Turkey lifts long-standing ban on Islamic head scarf in public service
Turkey lifted a ban on women wearing the Islamic head scarf in state institutions on Tuesday, ending a generations-old restriction as part of a package of reforms the government says are meant to improve democracy.
The ban, whose roots date back almost 90 years to the early days of the Turkish Republic, has kept many women from joining the public work force, but secularists see its abolition as evidence of the government pushing an Islamic agenda.
The new rules, which will not apply to the judiciary or the military, were published in the Official Gazette and take immediate effect in the majority Muslim but constitutionally secular country.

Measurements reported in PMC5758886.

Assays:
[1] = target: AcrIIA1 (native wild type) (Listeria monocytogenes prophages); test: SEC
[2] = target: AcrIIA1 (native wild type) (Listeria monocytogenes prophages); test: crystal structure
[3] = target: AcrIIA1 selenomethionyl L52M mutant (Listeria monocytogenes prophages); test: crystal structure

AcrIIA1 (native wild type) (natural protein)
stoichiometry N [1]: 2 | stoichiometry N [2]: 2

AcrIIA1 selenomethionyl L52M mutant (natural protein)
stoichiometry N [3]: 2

“A regulation that has hurt many young people and has caused great suffering to their parents, a dark period, is coming to an end,” Prime Minister Tayyip Erdogan told a meeting of his AK Party, which has its roots in Islamist politics.
The debate around the head scarf goes to the heart of tensions between religious and secular elites, a major fault line in Turkish public life.
Erdogan’s critics see his AK Party as seeking to erode the secular foundations of the republic built on the ruins of an Ottoman theocracy by Mustafa Kemal Ataturk in 1923.
His supporters, particularly in Turkey’s pious Anatolian heartlands, say Erdogan is simply redressing the balance and restoring freedom of religious expression to a Muslim majority.